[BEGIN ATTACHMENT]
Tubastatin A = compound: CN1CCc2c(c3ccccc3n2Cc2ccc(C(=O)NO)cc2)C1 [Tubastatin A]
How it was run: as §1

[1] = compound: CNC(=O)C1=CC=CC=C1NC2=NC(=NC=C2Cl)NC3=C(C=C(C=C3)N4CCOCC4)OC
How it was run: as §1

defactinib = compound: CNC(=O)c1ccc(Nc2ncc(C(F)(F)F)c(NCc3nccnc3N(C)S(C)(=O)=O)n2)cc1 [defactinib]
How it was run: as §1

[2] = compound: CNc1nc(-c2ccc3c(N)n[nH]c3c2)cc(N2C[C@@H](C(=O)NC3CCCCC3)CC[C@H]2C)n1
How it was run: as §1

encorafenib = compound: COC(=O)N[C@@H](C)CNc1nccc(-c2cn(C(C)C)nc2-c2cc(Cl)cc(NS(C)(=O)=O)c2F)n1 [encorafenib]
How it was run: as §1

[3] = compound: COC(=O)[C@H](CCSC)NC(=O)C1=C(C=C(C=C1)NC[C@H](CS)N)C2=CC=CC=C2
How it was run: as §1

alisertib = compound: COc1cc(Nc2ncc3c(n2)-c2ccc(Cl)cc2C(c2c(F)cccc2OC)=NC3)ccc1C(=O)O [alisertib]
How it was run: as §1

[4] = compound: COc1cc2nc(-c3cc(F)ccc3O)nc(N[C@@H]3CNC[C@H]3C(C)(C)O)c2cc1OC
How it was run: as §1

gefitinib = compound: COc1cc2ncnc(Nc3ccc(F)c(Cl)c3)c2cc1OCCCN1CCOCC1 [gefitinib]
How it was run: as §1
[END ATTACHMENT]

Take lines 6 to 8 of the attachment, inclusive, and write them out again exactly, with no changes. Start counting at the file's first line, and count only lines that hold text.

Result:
How it was run: as §1

[2] = compound: CNc1nc(-c2ccc3c(N)n[nH]c3c2)cc(N2C[C@@H](C(=O)NC3CCCCC3)CC[C@H]2C)n1
How it was run: as §1